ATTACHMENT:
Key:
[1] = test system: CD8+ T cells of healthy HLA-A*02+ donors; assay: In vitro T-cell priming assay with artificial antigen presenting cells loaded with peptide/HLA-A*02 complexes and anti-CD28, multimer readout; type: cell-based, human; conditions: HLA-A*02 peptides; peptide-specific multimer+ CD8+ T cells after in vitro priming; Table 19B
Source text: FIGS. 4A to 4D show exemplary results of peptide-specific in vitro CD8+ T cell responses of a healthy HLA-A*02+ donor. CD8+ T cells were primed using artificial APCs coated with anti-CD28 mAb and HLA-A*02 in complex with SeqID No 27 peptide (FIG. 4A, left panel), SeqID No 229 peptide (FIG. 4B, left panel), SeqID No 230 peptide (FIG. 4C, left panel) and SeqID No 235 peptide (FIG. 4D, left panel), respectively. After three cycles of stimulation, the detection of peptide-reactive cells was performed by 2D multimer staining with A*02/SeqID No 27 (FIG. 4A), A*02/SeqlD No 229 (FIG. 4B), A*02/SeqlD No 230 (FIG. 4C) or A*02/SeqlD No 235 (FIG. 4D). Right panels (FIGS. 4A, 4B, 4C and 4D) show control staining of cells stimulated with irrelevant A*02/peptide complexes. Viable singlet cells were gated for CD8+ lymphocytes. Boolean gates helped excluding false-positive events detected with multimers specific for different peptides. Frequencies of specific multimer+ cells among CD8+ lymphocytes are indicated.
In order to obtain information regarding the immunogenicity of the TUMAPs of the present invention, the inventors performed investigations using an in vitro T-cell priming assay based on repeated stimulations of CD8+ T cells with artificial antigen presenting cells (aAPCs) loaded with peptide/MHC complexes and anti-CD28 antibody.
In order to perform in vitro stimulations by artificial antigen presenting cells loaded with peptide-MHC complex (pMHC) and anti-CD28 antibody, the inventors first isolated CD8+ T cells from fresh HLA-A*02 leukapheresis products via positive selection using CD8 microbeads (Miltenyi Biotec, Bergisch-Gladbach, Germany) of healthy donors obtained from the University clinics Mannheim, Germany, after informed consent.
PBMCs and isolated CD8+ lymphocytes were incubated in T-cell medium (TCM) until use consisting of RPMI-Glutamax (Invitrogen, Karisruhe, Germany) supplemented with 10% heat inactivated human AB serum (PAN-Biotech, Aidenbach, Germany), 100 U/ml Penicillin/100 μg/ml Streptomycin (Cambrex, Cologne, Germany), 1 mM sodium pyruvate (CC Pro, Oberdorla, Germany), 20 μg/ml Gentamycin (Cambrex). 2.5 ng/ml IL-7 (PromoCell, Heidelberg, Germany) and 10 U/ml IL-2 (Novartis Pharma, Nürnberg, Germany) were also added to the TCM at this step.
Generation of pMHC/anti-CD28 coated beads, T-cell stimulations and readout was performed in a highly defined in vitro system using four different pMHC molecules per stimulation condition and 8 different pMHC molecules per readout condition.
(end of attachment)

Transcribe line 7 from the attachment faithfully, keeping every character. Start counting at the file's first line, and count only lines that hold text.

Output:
Generation of pMHC/anti-CD28 coated beads, T-cell stimulations and readout was performed in a highly defined in vitro system using four different pMHC molecules per stimulation condition and 8 different pMHC molecules per readout condition.